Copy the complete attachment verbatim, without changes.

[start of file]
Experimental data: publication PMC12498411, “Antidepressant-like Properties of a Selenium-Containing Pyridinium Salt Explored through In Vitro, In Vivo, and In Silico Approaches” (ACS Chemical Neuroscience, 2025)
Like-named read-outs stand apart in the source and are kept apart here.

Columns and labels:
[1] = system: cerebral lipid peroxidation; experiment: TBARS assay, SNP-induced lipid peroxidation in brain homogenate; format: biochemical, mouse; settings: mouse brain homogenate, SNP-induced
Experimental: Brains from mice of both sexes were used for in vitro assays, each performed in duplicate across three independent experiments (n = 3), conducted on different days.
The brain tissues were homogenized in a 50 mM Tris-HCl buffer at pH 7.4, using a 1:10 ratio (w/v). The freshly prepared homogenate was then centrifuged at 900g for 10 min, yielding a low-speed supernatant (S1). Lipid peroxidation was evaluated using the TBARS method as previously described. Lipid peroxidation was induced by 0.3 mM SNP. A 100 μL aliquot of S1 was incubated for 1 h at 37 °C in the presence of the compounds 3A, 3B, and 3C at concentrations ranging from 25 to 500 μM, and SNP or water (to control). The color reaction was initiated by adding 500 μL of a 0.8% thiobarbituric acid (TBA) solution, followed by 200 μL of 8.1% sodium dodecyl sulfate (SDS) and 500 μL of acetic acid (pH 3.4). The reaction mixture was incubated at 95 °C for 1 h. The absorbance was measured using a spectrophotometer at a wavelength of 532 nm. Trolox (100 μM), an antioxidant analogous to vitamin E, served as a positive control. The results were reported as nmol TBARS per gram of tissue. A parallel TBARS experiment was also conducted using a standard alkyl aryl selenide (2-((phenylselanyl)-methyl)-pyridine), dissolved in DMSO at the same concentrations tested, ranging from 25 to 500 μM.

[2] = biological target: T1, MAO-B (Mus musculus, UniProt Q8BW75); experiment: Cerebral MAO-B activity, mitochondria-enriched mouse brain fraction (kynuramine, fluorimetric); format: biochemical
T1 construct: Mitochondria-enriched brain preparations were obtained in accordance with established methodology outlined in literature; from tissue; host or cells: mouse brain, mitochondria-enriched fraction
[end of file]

Experimental data: publication PMC12498411, “Antidepressant-like Properties of a Selenium-Containing Pyridinium Salt Explored through In Vitro, In Vivo, and In Silico Approaches” (ACS Chemical Neuroscience, 2025)
Like-named read-outs stand apart in the source and are kept apart here.

Columns and labels:
[1] = system: cerebral lipid peroxidation; experiment: TBARS assay, SNP-induced lipid peroxidation in brain homogenate; format: biochemical, mouse; settings: mouse brain homogenate, SNP-induced
Experimental: Brains from mice of both sexes were used for in vitro assays, each performed in duplicate across three independent experiments (n = 3), conducted on different days.
The brain tissues were homogenized in a 50 mM Tris-HCl buffer at pH 7.4, using a 1:10 ratio (w/v). The freshly prepared homogenate was then centrifuged at 900g for 10 min, yielding a low-speed supernatant (S1). Lipid peroxidation was evaluated using the TBARS method as previously described. Lipid peroxidation was induced by 0.3 mM SNP. A 100 μL aliquot of S1 was incubated for 1 h at 37 °C in the presence of the compounds 3A, 3B, and 3C at concentrations ranging from 25 to 500 μM, and SNP or water (to control). The color reaction was initiated by adding 500 μL of a 0.8% thiobarbituric acid (TBA) solution, followed by 200 μL of 8.1% sodium dodecyl sulfate (SDS) and 500 μL of acetic acid (pH 3.4). The reaction mixture was incubated at 95 °C for 1 h. The absorbance was measured using a spectrophotometer at a wavelength of 532 nm. Trolox (100 μM), an antioxidant analogous to vitamin E, served as a positive control. The results were reported as nmol TBARS per gram of tissue. A parallel TBARS experiment was also conducted using a standard alkyl aryl selenide (2-((phenylselanyl)-methyl)-pyridine), dissolved in DMSO at the same concentrations tested, ranging from 25 to 500 μM.

[2] = biological target: T1, MAO-B (Mus musculus, UniProt Q8BW75); experiment: Cerebral MAO-B activity, mitochondria-enriched mouse brain fraction (kynuramine, fluorimetric); format: biochemical
T1 construct: Mitochondria-enriched brain preparations were obtained in accordance with established methodology outlined in literature; from tissue; host or cells: mouse brain, mitochondria-enriched fraction